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Antimony is an element that combines a silver appearance with a hard, brittle metallic surface. It is used in many applications, including flame-retardant materials and as a dopant in semiconductor materials.
It is extracted from stibnite sulfide ores and is mainly mined in China. In 2011 there were 169,000 tons of antimony produced worldwide, with China accounting for nearly 90 percent of production.
Lead-antimony alloys have been traditionally used for battery grids, particularly starting and lighting batteries. However, they are not suitable for modern vehicle requirements and have been replaced with thinner, less conductive lead alloys and tin-calcium alloys.
Nevertheless, low antimony lead alloys can be used for long-spined tubular battery grids as they have a relatively fluid property and may be continuously cast into strips that are expanded or punched to form the grids. Rolled antimony lead alloys, on the other hand, have low mechanical properties because they break up the second-phase particles that are cast into the metal and therefore cannot be used for continuous grid casting.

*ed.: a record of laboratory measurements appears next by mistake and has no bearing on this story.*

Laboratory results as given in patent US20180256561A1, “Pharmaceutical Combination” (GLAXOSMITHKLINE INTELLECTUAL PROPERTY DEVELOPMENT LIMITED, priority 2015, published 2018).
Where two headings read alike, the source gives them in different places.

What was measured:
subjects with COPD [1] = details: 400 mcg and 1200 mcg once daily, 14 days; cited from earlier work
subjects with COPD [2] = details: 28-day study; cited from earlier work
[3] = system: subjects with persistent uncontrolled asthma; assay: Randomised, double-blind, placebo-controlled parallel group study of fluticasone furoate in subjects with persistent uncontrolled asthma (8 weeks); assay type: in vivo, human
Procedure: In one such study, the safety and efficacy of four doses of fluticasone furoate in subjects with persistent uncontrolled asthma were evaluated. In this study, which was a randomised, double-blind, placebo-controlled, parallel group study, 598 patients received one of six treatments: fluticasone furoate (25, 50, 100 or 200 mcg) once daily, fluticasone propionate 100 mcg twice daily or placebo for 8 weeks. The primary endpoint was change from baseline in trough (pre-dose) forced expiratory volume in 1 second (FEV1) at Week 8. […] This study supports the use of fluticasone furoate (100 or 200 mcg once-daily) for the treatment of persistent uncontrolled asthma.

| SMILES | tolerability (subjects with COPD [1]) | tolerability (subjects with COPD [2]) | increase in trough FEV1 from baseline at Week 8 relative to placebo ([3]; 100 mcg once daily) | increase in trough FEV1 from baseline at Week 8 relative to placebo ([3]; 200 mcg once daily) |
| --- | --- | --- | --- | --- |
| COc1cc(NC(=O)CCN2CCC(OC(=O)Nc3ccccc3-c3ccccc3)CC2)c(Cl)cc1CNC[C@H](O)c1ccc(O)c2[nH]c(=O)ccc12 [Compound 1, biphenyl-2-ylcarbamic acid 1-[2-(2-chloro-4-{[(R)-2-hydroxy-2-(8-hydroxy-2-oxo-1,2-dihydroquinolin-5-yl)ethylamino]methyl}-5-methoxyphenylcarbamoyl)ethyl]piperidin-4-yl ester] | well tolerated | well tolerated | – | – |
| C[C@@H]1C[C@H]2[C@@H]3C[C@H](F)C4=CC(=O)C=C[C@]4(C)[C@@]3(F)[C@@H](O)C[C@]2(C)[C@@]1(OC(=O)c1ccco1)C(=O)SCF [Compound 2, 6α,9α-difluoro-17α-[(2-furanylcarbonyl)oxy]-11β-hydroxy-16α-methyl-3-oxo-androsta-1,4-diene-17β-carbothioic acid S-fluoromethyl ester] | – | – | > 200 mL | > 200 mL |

When type metal is remelted it must be skimmed for the residue of tin and antimony that have formed on the surface, called dross. The dross is then separated and discarded. This is done at specialized companies that use highly efficient and environmentally sound processes.